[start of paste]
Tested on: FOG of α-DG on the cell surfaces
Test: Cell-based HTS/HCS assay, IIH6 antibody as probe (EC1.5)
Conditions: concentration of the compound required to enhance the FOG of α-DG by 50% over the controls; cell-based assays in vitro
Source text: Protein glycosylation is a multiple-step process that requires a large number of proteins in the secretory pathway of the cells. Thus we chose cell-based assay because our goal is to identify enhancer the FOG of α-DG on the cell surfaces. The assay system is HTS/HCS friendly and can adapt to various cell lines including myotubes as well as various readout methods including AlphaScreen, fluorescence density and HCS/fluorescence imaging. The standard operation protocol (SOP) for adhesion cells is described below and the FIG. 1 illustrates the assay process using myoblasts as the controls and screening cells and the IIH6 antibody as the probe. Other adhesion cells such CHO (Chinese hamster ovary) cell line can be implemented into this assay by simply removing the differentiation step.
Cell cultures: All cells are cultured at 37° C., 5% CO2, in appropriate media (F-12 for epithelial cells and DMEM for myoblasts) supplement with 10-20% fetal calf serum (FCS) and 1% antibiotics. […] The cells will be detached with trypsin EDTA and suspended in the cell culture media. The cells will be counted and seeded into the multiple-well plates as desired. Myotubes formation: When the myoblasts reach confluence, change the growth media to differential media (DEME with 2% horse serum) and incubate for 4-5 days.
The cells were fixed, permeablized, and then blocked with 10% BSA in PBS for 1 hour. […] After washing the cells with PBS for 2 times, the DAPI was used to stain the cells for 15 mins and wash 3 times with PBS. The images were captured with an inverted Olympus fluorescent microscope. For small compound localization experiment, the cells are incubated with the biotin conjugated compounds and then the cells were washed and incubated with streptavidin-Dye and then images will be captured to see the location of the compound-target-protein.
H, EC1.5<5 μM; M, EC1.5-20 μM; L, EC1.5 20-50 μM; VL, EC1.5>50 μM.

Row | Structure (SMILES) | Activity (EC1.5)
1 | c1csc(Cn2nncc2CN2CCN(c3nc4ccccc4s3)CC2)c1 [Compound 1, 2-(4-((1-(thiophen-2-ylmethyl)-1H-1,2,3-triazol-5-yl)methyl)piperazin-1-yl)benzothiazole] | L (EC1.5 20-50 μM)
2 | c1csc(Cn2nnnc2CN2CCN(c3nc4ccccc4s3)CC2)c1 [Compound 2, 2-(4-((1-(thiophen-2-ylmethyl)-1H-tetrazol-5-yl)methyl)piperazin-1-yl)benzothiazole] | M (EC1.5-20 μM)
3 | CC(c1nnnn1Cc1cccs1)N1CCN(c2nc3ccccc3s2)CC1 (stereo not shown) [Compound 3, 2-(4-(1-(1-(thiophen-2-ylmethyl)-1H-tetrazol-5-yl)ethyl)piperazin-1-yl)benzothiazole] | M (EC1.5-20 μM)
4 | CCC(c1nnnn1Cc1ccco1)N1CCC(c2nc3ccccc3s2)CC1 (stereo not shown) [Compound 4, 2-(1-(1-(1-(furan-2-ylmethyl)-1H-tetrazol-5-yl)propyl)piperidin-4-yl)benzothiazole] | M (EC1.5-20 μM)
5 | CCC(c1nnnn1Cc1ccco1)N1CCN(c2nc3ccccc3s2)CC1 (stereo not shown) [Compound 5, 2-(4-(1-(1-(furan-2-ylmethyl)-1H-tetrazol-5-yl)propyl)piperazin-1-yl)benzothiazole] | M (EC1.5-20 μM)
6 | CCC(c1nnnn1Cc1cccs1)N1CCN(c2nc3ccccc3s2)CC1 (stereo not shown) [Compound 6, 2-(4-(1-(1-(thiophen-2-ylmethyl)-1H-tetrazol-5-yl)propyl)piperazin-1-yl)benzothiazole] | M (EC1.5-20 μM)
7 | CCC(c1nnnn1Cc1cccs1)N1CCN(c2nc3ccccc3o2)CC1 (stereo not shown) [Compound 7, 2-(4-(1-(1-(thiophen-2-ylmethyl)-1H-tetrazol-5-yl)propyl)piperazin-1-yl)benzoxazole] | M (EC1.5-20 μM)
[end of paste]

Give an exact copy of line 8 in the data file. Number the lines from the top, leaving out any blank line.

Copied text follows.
Row | Structure (SMILES) | Activity (EC1.5)